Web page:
Skip to comments.'Band of Brothers' honored on D-Day anniversary
Posted on 06/06/2012 8:20:11 AM PDT by Kartographer
A statue in the likeness of a Pennsylvania native whose quiet leadership was chronicled in the World War II book and television miniseries "Band of Brothers" is being unveiled near the beaches where the D-Day invasion of France began in 1944.
The 12-foot (3.6-meter) tall bronze statue in the Normandy village of Sainte-Marie-du-Mont shows Maj. Dick Winters with his weapon at the ready, evoking the massive Allied operation that paved the way for the end of the war.
(Excerpt) Read more at news.yahoo.com ...
Band of Brothers was one of the greatest series ever put on TV.
Agreed. I love that series.
Agreed. I love that series.
Those who have read the book or watched the series will recall that Lt. Winters lost his weapon in para-drop. :)
Lt. Winters acquired a German rifle after a raid on a horsecart early in the morning of D-Day.
Can anyone tell if he’s holding a German rifle in the statue?
Looks like an M1 Garand to me. :) :)
That’s an M1 Garand. Any captured German rifle would have been discarded as soon as possible. Not a good idea to shoot an enemy rifle in hostile territory when your troops are scattered all over the place.
During the assault on the artillery pieces overlooking Utah beach, he was using the M1. He stated in his book it was stupid for officers to only carry the .45 since German snipers would know who to kill first. With the M1, he looked like any other soldiers.
I freaking missed that news while I was in the sandbox...sigh.
I can’t watch the interviews in each episode without crying.
Simply an entire generation of patriots...very different from today’s Occupy POS’s.
And today Google honors what? D-Day? No, of course not. They salute the opening of the first drive-in theater 79 years ago...
Thanks much, Chgogal.
Welcome to the official site of the National D-Day Memorial . Located in Bedford, Virginia the town suffering the highest per capita D-Day losses in the nation. The National D-Day Memorial honors the Allied forces that participated in the invasion of Normandy on June 6, 1944 during World War II. With its stylized English Garden, haunting invasion tableau, and striking Victory Plaza, the Memorial stands as a powerful permanent tribute to the valor, fidelity, and sacrifice of D-Day participants. Surrounded by the beautiful majestic Blue Ridge mountains, this makes for a solemn and respectful tribute for our fallen heroes.
Visitors can expect both an educational experience as well as an emotional one, as they walk the grounds at the Memorial and leave with a clear understanding of the scale and sacrifices made during the largest amphibious landing the world has ever seen. On June 6, 1944, 150,000 Allied troops landed along a 50-mile stretch of heavily-fortified French coastline to fight Nazi Germany on the beaches of Normandy, France. General Dwight D. Eisenhower called the operation a crusade in which we will accept nothing less than full victory. More than 5,000 ships and 11,000 aircraft supported the invasion, and by days end, the Allies gained a foot-hold in France. The D-Day cost was high with more than 9,000 Allied soldiers killed or wounded as the march across Europe to defeat Hitler began.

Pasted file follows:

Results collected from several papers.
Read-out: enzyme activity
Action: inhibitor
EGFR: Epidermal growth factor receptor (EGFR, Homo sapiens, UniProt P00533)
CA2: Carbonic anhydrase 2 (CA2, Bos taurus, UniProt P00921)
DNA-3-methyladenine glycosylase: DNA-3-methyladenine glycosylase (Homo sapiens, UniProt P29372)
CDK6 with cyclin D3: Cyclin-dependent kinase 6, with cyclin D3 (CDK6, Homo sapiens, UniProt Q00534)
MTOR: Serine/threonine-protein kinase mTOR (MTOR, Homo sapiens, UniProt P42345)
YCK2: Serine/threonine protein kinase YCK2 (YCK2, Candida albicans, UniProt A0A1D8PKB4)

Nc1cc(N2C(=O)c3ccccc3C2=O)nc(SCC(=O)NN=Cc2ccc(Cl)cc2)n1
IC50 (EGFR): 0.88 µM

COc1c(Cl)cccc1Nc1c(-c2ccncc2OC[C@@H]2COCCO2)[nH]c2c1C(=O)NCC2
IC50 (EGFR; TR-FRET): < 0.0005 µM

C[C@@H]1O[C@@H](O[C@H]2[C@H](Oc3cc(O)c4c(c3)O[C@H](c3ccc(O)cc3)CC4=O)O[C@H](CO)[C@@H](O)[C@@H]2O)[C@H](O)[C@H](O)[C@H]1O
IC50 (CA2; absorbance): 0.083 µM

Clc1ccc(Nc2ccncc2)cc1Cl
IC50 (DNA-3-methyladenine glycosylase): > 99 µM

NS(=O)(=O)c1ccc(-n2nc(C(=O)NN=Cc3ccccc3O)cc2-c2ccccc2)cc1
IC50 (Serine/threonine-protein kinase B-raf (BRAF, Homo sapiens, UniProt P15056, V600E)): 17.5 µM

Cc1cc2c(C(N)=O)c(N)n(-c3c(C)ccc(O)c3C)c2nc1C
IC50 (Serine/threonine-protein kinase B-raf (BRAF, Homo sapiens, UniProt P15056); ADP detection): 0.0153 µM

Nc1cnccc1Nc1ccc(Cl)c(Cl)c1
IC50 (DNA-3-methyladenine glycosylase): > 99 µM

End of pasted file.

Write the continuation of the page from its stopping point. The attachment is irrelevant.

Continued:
The Memorial is supported by contributions to the National D-Day Memorial Foundation a 501(c)(3) not-for profit organization.
Makes sense. My Grandfather got rid of his because it was "Dammed Heavy, and all of the ammo for it even more so". He carried a carbine, instead.
The contrast between today's spoiled, self-important, entitlement-besotted crybabies and the dignified, humble, and eminently responsible members of the Greatest Generation is a painful one.
Many feel Major Winters, as well as Sgt. Harrison Summers both are deserving of The Medal of Honor for their D-Day actions. Nothing wrong with the DSC, but I feel it should be elevated to the medal of Honor...
Medal. Capital M...
Medal. Capital M...
From the Life Magazine website, rare color photos from Before and After D-Day
A Japanese NCO charged him, brandishing a samurai sword with the intention of turning him into sushi. The Marine officer emptied 15 rounds from his carbine into the charging Japanese soldier, but it barely slowed him down. The lieutenant screamed to his fellow Marines: “Somebody SHOOT this guy!”
One of his sergeants squeezed of a shot from his M1 Garand rifle and the Japanese dropped like a stone.
Moral: If you shoot your enemy with a .30 carbine, you'll make him madder. If you shoot him with a .30 M1 Garand, you'll make him dead.
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